Sometimes You Gotta Ask For Directions
Yes, sometimes you have to stop and ask for directions.
You Gotta Ask
No, wait, I take that back.
They always ask questions.
If they don’t, the client should hear alarm bells, and head for the door.
Not even the most informed client can think of everything in advance. He’s looking
for a collaborator– a specialist– an expert.
And the expert (designer, illustrator, contractor) can’t act without first assessing the client’s problem.
- determines credibility (both sides): no questions/sketchy answers => trouble ahead
- inspires confidence: designer is seeking a clear understanding of client’s problem
- determines whether it’s a good job match => if designer is right person for the job
- clarifies the scope of the project, and narrows the focus
- determines if the client has a budget for the project (or given it any thought)
- allows the designer to demonstrate his expertise (or lack of it)
- gives the designer the opportunity to clarify the value he or she can provide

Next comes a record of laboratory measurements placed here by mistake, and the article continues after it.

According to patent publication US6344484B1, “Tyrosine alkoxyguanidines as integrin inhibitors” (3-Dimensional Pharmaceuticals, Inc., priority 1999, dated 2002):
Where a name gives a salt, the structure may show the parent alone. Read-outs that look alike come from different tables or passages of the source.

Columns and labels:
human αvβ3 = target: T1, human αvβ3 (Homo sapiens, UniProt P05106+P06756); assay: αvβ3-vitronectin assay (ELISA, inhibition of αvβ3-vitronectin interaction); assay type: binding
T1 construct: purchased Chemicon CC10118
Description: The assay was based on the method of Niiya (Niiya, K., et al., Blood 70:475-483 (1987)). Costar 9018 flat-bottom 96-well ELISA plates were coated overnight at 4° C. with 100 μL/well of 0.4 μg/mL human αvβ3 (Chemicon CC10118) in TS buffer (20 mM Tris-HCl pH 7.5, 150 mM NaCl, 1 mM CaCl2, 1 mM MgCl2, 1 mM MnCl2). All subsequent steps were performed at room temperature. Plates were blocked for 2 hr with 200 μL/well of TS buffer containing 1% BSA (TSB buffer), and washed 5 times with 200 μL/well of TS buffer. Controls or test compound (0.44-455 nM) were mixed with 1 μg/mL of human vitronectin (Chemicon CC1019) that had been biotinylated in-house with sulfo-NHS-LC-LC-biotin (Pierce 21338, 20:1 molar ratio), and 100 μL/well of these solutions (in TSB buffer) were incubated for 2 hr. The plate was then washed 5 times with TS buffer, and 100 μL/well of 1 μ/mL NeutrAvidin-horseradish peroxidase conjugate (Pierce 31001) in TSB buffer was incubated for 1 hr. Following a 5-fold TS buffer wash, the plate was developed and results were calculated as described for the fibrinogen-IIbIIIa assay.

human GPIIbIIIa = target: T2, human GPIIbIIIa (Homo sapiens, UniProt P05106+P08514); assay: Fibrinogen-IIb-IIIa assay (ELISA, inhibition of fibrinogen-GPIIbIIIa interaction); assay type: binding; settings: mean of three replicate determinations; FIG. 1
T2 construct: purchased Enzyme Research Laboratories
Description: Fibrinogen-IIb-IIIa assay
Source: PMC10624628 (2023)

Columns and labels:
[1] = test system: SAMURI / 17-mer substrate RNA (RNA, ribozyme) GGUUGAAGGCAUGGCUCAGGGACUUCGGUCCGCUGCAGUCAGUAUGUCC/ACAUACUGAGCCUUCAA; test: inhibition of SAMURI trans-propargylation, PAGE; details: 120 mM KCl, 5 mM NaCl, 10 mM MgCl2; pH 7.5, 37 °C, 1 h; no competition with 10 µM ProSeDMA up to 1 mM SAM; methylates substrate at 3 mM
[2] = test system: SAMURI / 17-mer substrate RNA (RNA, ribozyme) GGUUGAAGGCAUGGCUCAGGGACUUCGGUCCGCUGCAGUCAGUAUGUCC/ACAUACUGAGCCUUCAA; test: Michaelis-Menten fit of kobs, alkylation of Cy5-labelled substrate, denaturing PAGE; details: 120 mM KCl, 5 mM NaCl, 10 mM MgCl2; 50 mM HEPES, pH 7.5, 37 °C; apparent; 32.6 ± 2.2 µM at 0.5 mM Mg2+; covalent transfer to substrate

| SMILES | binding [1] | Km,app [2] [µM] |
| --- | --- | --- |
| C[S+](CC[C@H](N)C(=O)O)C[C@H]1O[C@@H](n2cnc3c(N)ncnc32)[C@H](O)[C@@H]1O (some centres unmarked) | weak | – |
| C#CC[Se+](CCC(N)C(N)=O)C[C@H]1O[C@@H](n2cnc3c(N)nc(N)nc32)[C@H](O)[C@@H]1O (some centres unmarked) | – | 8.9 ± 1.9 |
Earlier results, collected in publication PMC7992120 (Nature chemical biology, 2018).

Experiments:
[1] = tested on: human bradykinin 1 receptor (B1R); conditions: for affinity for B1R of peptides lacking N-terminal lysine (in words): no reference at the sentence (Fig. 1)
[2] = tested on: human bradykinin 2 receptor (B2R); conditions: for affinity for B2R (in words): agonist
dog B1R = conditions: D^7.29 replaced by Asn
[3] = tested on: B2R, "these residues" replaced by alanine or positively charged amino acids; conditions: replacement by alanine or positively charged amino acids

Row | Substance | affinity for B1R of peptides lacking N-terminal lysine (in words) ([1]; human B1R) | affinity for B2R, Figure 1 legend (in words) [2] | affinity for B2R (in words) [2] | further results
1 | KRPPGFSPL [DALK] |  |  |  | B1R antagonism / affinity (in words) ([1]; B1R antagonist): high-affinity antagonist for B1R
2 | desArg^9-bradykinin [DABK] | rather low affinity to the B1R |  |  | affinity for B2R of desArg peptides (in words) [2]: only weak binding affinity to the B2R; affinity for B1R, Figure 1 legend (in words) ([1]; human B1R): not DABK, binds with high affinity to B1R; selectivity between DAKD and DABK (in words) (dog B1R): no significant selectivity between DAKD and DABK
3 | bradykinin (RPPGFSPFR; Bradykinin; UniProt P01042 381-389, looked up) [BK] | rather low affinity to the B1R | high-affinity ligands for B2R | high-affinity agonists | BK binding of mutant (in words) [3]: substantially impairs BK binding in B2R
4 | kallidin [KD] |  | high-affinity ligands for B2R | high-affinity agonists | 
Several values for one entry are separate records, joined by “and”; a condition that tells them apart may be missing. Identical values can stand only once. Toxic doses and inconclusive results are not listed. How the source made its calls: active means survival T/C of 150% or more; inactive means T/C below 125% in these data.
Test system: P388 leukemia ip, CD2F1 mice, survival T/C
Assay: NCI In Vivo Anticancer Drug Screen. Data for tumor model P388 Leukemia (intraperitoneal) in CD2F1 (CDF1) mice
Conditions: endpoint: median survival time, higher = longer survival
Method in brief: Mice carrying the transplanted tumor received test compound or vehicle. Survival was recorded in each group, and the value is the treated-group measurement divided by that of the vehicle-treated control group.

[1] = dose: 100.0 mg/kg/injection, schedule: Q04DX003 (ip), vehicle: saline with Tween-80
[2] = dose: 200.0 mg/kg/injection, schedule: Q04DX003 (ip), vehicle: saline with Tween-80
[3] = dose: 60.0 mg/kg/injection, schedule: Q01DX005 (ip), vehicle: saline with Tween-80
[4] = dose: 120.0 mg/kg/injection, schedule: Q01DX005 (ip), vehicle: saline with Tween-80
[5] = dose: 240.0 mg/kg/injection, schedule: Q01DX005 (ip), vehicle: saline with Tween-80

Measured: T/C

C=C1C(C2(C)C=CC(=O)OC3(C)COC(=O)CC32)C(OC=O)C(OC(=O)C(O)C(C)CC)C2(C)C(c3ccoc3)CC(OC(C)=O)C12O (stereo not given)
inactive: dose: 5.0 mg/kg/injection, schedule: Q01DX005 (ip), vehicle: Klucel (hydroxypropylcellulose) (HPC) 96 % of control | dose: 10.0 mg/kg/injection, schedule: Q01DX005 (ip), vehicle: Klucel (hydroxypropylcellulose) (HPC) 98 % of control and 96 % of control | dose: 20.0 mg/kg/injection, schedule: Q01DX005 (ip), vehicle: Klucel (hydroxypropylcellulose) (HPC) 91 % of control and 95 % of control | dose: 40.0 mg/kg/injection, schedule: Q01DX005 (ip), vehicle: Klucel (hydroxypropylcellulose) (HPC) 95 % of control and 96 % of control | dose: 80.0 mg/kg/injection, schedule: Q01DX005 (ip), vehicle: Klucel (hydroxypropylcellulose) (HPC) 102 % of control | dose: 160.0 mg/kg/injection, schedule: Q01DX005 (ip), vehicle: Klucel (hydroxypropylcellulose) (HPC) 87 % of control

- sets a certain tone– hopefully, a spirit of collaboration and mutual commitment
- it’s a chance for the designer and the client to learn each other’s language
- in reflecting on the exchange, one or both parties may think of other questions
- helps clarify options designer can offer (we can do A or B or C), so client has a choice
Oh– there’s one more reason why it’s smart to ask for directions:
Because it’s embarrassing to be seen wandering around, looking for your drawers… : )
If you’re a freelancer, do you have a standard list of questions you ask a new client?
If you hire freelancers, have you ever backed off because someone did not ask questions?
Ever seen anyone walking around with a tag on his toe??
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